By Douglas F. Cannon, APR
Faith communities have retreated from moral leadership in the post-civil-rights era, the Rev. Dr. Robert Franklin told RCC members April 6. Some faith communities have drifted toward social assimilation and linked religious beliefs to political positions.
Franklin, the James T. and Berta R. Laney professor of moral leadership at Emory University in Atlanta, called for people of faith to recommit to moral leadership and to holding political leaders to high standards that seek to serve a common good.
Franklin made the remarks during a plenary panel discussion about the role of faith groups in shaping public opinion today about civil rights. Panelists focused on a central topic of the 2018 RCC National Convention theme: “Realizing the Dream: Peace with Justice Through Communication.”
The panel was moderated by the Rev. Dr. Kenneth Bedell, author of Realizing the Civil Rights Dream: Diagnosing and Treating American Racism, and a former member of the RCC board of governors. Other panelists were Yvette Moore, director of communications for United Methodist Women, and Kemal Budak, a doctoral student at Emory University who has studied Christian-Muslim relations.
Bedell said concern about civil rights should be part of every communication assignment. But he added that people of faith could not promote equality without a clear vision of what the United States would look like without racism.
In a country without racism, he said:
- Barriers to fulfill individual aspirations would be no greater for one person than another.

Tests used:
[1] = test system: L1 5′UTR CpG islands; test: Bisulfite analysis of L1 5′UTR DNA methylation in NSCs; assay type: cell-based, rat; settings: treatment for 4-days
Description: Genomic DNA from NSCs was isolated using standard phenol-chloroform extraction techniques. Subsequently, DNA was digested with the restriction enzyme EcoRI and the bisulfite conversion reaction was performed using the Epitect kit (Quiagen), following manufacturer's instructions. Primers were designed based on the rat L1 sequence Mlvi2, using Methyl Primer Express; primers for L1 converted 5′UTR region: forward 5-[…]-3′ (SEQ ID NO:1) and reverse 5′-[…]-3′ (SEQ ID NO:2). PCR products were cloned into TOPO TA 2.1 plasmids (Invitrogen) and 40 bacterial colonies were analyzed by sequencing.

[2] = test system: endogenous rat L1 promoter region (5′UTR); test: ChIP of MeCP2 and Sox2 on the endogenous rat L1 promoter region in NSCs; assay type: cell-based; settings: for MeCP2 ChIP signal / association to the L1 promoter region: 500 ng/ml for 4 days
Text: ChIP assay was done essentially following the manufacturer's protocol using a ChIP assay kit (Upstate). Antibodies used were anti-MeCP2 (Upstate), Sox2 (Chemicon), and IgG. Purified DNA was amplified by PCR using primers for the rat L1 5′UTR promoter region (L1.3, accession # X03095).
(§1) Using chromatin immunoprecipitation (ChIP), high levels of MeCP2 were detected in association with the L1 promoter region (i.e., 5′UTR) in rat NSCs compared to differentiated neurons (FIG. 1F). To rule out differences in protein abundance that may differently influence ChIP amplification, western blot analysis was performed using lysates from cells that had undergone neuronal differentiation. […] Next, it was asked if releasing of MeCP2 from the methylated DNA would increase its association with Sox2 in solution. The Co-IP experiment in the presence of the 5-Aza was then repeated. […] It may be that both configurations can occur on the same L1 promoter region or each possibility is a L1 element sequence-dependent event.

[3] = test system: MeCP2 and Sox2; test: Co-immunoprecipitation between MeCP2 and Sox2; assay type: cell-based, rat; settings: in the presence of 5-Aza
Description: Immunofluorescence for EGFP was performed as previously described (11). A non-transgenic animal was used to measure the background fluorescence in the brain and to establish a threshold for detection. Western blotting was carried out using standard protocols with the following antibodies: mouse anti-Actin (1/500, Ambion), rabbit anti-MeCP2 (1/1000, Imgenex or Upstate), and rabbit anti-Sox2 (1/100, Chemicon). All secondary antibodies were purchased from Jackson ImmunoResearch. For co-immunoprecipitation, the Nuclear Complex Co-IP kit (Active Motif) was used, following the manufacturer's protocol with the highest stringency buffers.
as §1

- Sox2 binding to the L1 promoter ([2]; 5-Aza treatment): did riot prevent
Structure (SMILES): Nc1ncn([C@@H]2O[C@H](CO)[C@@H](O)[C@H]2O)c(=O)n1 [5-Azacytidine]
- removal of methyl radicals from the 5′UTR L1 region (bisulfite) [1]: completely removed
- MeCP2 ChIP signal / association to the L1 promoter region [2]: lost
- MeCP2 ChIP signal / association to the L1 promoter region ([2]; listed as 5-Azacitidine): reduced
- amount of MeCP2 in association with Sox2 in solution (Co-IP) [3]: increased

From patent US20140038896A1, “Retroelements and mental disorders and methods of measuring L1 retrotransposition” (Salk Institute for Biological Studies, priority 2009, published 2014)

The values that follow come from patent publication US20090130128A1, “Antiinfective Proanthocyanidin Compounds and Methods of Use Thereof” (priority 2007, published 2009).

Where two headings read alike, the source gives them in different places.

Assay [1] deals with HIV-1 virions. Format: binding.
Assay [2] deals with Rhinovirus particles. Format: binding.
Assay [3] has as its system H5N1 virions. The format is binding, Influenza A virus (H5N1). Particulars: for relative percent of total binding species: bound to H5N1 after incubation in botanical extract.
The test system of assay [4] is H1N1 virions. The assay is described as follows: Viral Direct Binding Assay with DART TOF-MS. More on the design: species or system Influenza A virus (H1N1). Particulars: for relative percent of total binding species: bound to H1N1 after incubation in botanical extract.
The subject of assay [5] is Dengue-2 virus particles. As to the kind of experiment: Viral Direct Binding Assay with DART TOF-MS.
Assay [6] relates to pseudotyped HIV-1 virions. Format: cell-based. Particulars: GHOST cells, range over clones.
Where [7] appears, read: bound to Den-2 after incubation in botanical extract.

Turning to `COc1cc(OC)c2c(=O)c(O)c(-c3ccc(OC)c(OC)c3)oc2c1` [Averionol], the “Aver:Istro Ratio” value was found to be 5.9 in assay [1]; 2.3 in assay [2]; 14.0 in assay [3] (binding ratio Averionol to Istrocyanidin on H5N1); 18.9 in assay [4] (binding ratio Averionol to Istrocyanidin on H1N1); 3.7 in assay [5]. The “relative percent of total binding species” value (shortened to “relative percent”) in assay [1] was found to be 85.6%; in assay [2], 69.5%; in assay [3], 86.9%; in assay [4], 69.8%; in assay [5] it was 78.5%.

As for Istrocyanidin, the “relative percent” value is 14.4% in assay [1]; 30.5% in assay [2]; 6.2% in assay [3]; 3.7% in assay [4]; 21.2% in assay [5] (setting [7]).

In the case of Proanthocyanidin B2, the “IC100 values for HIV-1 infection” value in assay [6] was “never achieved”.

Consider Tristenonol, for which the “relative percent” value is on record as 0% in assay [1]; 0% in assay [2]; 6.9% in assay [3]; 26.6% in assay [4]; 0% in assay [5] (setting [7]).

- Every race, ethnicity and identity group would have full participation in the political life, economy and culture.
Until the United States overcomes all barriers to inclusiveness, Bedell said, religion communicators should repeatedly point them out in messages to key publics.
Moore said that in the work for civil rights, people’s stories matter. Religion communicators need to tell how people overcame discrimination to make various social groups aware of their common struggles.
The perception today is that everyone can exercise full civil rights, Moore said. But new barriers are emerging to voting, economic, family-planning, employment and other rights.
“People of faith can make a difference,” Moore said. “What they do and don’t do matters. When we don’t speak out against injustice, we say that the people who are affected by that injustice are less than a reflection of the divine.”
Budak cautioned faith leaders not to compromise their core principles to become mouthpieces for the political movement of the moment. He cited an example from Turkey. Religious leaders who once backed the government later became scapegoats when the political climate changed.